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Burt In an over-subscribed Urgent Question debate in the Commons yesterday, on the Palestinian statehood bid, foreign office minister Alistair Burt (standing in for Hague who was in Libya) refused to be drawn on whether the government would officially support a Palestinian bid for UN membership.

On Tuesday, ConservativeHome reported that only 2 Tory MPs, Nicholas Soames and Sir Peter Bottomley had signed an Early Day Motion in favour of a Palestinian state.  Upon writing this, the number had increased to four Tory MPs, with Julian Brazier and Eleanor Laing adding their signatures.

The hesitancy with which Tory MPs are having putting their name to the EDM, bears resemblance to the government's caution, because of fears that the bid could ruin the peace process.  Alistair Burt stated that it would be "premature to speculate on what the Government’s response might be" before any proposal for membership had been published.  Burt also stressed it was "vital that any action in the UN does nothing to endanger the prospect of talks".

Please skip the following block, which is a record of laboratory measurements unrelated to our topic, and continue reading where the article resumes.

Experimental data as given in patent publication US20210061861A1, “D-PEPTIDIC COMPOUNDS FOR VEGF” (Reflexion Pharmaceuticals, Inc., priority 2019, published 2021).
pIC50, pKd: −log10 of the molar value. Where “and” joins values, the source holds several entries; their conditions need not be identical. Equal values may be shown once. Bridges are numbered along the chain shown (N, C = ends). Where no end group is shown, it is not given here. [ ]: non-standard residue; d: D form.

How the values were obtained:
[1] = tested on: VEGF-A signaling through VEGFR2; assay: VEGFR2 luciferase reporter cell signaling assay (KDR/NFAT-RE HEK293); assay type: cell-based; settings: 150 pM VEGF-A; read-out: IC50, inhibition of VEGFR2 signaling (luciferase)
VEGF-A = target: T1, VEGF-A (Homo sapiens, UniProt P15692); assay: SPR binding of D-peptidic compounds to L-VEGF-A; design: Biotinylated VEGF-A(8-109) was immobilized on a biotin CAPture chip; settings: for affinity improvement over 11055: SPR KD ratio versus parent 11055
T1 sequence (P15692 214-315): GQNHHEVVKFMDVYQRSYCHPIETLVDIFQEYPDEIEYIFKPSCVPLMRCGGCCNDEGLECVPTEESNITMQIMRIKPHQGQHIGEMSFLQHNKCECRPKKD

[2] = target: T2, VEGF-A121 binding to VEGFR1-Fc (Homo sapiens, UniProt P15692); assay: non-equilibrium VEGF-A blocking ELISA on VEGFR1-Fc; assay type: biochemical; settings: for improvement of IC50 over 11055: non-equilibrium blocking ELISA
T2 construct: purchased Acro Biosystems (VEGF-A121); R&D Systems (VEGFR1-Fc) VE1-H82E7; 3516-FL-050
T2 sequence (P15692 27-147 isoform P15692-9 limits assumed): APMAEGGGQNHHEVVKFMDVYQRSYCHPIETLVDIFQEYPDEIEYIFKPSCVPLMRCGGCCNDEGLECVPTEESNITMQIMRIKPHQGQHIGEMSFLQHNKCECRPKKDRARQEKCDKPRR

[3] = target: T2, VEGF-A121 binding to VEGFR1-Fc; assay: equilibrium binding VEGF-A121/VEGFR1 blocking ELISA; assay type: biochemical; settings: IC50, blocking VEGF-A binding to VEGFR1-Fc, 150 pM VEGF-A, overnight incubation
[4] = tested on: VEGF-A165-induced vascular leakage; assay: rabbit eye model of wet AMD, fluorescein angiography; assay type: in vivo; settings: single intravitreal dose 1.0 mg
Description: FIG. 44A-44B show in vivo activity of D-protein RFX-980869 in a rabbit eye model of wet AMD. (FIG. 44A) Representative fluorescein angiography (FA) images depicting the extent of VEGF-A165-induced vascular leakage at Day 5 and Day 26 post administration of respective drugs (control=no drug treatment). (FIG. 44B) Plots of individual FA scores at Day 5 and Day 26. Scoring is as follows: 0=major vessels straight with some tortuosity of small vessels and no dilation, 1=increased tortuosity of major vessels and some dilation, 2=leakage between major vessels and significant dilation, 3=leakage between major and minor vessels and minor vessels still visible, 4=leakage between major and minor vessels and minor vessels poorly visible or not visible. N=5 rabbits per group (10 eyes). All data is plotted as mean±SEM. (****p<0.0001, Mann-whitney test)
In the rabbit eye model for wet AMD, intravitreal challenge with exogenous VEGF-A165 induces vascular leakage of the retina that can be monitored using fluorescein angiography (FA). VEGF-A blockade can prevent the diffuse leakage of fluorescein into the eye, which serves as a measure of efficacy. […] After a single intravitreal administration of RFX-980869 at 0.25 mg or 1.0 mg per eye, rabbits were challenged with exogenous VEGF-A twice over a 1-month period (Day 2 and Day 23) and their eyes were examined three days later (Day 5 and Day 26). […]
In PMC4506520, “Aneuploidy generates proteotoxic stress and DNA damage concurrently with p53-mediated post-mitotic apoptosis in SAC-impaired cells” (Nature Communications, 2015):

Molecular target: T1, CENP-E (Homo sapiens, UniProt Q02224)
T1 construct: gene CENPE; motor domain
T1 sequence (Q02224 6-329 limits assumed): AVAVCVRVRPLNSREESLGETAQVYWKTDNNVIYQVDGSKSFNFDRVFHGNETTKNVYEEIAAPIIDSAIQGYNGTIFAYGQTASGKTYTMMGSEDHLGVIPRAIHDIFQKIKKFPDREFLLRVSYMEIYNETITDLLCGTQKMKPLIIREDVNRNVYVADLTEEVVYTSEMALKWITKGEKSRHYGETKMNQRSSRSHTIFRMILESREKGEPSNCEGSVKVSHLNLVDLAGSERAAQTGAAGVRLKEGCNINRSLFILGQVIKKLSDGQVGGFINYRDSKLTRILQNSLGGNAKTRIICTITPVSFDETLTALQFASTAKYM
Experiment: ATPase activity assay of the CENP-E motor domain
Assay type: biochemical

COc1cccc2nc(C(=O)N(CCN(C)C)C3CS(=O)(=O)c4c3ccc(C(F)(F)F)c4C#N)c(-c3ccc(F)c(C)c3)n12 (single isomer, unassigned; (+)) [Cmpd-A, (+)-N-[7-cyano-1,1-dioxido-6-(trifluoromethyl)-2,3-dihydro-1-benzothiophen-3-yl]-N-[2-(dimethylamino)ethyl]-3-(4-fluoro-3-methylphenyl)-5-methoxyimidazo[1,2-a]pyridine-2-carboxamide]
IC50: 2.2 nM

Following on from the Arab Spring "the world can no longer claim that change in the Middle East will come slowly and incrementally, or allow the middle east peace process to limp along indefinitely, as it has done", said Burt. Any resolution made between the Israelis and Palestinians, he said, is seemingly "more significant" in relation to events of the Arab Spring.

Continue reading "Alistair Burt refuses to be drawn on whether the Government would support a Palestinian statehood bid" »